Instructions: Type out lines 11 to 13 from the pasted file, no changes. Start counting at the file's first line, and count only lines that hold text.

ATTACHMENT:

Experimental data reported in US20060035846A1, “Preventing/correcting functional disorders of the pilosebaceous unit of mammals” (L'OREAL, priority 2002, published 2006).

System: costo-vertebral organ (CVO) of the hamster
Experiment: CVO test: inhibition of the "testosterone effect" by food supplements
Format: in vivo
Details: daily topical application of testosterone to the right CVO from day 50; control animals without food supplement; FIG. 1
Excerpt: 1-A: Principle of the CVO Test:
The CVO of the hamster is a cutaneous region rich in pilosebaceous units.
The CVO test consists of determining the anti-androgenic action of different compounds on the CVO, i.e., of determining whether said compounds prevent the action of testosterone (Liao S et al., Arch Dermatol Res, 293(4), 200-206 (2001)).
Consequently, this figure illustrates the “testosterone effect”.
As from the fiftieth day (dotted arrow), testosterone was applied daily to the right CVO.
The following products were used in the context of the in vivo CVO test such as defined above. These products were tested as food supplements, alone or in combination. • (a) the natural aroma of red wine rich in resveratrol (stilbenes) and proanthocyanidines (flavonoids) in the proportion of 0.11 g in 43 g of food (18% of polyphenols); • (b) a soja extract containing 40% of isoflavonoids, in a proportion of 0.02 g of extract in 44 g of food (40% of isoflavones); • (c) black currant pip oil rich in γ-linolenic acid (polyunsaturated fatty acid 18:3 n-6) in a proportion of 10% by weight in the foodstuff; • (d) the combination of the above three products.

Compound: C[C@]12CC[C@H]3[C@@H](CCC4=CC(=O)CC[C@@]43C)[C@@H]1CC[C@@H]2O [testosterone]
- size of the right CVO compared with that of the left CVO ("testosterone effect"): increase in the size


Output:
The following products were used in the context of the in vivo CVO test such as defined above. These products were tested as food supplements, alone or in combination. • (a) the natural aroma of red wine rich in resveratrol (stilbenes) and proanthocyanidines (flavonoids) in the proportion of 0.11 g in 43 g of food (18% of polyphenols); • (b) a soja extract containing 40% of isoflavonoids, in a proportion of 0.02 g of extract in 44 g of food (40% of isoflavones); • (c) black currant pip oil rich in γ-linolenic acid (polyunsaturated fatty acid 18:3 n-6) in a proportion of 10% by weight in the foodstuff; • (d) the combination of the above three products.

Compound: C[C@]12CC[C@H]3[C@@H](CCC4=CC(=O)CC[C@@]43C)[C@@H]1CC[C@@H]2O [testosterone]
- size of the right CVO compared with that of the left CVO ("testosterone effect"): increase in the size